Fire doors work to save lives and stop the spread of flame in a building by being manufactured extremely thick with a solid core. Fire doors slow the progress of fire to give people in the building more time to escape and a safer escape route. This is why it’s prudent in stairwells to make sure any door leading to it is a fire door. The two most common types of fire doors are FD30 rated doors and FD60 rated doors.

fire-ratedFD30 fire doors give at least 30 minutes of fire protection when installed according to guidelines. FD60 fire doors give at least 60 minutes of fire protection. FD60 doors are around 54mm thick and are only really used for commercial purposes. FD30 doors are 45mm thick and they’re perfect for domestic doors as 30 minutes is plenty of time to evacuate a domestic building.

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What’s the requirement for fire doors in domestic properties?

Local councils and building associations police fire ratings of new build properties. So if your property is new, it will have met the requirements legally. If you’re working on an extension or large home refurbishment project, it’s worth asking your architect where you should place fire doors for maximum protection. Areas with the most risk of fire (from lots of electronics or a fireplace for example) are the most prudent places to install fire doors. Any fire doors that become damaged or are being changed for decorative purposes should also be replaced like-for-like. This ensures they remain as fire doors.

The regulations for new build homes state that fire doors must be installed:

  • Where an integral garage gives access inside the property in a 2-storey home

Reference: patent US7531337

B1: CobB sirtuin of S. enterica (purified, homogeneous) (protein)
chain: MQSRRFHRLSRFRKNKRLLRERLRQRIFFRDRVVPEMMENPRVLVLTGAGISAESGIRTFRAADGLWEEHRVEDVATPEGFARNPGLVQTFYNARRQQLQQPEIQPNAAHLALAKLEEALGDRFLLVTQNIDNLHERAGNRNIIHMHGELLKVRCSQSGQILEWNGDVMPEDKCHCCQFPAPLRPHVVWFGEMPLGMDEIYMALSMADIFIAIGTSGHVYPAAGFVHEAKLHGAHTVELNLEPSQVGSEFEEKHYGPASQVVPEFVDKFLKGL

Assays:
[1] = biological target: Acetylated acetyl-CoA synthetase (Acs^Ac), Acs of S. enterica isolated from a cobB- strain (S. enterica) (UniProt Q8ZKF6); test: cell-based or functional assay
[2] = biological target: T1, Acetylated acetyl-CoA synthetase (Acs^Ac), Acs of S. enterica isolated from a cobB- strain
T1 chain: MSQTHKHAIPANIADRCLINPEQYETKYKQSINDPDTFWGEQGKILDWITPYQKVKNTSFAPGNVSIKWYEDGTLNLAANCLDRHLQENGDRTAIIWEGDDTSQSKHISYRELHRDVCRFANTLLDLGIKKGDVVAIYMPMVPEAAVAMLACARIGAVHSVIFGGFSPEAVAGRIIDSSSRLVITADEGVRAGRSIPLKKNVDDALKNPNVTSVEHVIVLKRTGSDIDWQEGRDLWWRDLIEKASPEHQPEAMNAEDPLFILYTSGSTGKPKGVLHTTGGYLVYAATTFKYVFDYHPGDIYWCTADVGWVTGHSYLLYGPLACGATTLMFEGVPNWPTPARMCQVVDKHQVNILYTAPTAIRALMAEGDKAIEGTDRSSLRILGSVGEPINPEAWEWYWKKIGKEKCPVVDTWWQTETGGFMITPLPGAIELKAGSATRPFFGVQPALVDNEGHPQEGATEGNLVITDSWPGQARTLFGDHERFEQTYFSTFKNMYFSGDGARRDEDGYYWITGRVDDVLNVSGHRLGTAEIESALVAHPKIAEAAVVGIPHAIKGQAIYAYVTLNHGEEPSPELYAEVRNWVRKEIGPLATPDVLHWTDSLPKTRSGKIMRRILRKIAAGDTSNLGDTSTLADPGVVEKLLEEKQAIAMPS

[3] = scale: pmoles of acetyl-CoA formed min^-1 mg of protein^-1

• Where any room leads onto a stairway if that home is 3 or more storeys, which includes loft conversions as a storey

Fire rated doors must be accompanied by fire rated hinges too so because they remain in place even in extreme heat. Each fire door will come with advice on how many hinges are needed. For legal requirements, this is usually 3, but it could be more. Fire rated hinges are a necessity as regular hinges will warp and break. This can cause the fire door to drop under the weight of one and in heat.

How do fire doors work?

Fire doors hold back smoke and fire by utilising intumescent strips. These strips must be installed either around the door or around the inside of the frame. When the strips are heated to a certain temperature they expand, sealing the gap between the door and the frame. This prevents smoke from travelling. Fire-rated hardware, like the aforementioned hinges, and fire-rated handles should all be included to ensure the fire door will work as expected.

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